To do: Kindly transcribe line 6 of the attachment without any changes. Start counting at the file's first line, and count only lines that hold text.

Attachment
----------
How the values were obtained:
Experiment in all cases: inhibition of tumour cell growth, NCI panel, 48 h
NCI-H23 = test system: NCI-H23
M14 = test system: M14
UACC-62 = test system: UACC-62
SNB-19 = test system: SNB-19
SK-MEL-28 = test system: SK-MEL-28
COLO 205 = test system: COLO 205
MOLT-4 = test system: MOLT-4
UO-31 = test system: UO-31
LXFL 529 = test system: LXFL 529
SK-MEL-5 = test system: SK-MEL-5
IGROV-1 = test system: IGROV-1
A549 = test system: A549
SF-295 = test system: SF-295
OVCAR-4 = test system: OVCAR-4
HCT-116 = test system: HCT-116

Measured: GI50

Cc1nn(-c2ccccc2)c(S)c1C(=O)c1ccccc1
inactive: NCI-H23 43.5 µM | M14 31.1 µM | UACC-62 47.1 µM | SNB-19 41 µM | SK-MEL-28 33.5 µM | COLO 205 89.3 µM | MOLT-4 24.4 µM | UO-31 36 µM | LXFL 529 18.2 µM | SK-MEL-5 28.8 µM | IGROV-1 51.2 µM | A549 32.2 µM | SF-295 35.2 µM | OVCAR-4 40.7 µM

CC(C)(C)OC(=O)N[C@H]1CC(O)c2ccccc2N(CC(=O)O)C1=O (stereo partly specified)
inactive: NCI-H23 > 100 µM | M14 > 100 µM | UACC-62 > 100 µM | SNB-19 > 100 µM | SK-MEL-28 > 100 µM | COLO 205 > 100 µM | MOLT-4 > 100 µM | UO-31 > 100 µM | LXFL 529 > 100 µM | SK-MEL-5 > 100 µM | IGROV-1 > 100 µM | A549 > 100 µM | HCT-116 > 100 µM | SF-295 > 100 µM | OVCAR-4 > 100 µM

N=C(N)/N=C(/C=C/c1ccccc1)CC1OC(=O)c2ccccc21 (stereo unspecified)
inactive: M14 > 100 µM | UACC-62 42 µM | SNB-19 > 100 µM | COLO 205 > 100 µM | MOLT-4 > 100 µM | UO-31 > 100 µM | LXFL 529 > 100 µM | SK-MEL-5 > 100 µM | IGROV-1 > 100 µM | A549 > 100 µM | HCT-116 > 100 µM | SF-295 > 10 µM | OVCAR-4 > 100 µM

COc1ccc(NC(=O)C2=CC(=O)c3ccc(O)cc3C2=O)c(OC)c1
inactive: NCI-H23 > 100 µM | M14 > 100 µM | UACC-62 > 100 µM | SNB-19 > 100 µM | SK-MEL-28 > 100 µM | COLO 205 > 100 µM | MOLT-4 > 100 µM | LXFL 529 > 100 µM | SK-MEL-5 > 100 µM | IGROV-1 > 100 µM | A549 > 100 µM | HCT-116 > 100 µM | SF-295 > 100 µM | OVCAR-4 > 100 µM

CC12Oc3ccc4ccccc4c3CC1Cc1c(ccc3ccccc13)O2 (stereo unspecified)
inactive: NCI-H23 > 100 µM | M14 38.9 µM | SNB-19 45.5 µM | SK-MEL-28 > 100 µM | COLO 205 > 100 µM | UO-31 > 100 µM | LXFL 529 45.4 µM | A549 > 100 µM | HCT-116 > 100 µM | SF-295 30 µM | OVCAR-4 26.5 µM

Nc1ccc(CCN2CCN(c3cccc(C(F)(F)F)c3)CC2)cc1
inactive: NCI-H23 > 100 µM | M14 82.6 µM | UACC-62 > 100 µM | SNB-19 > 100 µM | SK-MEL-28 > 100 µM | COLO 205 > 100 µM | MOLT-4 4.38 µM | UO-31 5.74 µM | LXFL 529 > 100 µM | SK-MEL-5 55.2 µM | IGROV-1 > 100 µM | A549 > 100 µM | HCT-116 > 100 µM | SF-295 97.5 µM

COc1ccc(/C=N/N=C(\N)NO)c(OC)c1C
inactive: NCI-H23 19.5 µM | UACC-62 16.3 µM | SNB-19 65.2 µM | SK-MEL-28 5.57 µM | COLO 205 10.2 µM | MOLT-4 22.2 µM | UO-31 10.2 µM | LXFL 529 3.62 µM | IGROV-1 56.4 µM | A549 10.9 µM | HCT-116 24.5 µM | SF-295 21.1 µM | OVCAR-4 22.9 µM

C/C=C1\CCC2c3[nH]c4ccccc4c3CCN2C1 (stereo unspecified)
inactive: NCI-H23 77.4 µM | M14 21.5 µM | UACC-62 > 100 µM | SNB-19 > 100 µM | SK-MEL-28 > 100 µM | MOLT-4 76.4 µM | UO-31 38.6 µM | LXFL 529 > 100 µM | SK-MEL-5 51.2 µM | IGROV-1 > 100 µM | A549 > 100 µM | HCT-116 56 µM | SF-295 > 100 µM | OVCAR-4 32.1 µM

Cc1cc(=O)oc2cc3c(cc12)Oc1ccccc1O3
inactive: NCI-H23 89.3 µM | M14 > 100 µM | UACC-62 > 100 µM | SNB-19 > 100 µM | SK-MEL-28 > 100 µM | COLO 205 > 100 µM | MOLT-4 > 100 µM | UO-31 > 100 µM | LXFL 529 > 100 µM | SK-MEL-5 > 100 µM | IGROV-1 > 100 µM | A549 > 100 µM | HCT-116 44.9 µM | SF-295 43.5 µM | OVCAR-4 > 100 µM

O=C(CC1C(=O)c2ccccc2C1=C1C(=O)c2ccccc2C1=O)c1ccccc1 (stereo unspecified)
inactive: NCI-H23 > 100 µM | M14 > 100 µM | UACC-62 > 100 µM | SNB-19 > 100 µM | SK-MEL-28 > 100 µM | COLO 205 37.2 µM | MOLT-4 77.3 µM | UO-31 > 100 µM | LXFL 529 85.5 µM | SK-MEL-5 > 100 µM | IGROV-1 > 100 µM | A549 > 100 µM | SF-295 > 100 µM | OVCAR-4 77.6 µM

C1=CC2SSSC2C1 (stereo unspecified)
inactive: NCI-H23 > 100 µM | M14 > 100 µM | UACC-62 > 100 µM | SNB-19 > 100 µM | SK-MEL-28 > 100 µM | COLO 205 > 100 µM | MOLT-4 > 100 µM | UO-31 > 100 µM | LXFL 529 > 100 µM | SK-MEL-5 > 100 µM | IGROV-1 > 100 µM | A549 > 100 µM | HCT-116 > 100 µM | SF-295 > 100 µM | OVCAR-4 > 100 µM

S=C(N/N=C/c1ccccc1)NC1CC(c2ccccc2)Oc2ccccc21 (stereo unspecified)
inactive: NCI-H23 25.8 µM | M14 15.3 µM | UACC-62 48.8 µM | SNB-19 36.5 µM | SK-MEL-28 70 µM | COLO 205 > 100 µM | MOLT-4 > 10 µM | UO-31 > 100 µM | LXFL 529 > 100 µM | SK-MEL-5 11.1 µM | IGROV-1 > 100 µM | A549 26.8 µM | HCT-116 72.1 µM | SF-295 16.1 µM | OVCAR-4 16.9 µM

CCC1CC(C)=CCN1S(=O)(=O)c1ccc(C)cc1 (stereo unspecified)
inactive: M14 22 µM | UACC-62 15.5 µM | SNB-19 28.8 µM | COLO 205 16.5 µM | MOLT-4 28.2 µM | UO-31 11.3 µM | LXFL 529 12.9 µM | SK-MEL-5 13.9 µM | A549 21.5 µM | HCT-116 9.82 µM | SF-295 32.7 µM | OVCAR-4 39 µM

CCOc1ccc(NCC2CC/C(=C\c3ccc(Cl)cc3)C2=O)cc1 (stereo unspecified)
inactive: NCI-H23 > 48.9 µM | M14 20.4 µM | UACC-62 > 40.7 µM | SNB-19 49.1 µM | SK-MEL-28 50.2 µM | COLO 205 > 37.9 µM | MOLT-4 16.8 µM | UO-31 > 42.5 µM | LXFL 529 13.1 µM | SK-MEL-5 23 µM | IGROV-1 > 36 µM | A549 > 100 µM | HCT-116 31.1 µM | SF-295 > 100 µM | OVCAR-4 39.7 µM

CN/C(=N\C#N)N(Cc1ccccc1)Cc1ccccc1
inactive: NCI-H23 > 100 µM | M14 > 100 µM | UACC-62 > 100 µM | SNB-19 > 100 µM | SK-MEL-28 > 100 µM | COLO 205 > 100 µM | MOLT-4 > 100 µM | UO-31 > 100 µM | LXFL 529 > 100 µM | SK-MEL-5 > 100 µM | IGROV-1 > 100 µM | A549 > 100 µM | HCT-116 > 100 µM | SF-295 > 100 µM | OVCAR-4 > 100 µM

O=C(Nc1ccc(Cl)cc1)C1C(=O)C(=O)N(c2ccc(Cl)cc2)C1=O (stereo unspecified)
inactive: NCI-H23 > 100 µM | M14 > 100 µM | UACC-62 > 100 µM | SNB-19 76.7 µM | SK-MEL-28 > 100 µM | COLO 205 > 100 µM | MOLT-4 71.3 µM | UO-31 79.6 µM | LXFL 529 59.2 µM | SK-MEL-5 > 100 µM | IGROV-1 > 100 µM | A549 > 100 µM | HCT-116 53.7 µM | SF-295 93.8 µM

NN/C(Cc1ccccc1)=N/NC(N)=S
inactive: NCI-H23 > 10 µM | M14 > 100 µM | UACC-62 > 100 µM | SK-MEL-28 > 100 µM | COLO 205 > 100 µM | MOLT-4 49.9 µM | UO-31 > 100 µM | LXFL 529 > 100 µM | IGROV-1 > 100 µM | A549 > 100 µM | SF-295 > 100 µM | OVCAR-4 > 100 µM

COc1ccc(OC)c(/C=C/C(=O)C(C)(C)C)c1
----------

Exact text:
SNB-19 = test system: SNB-19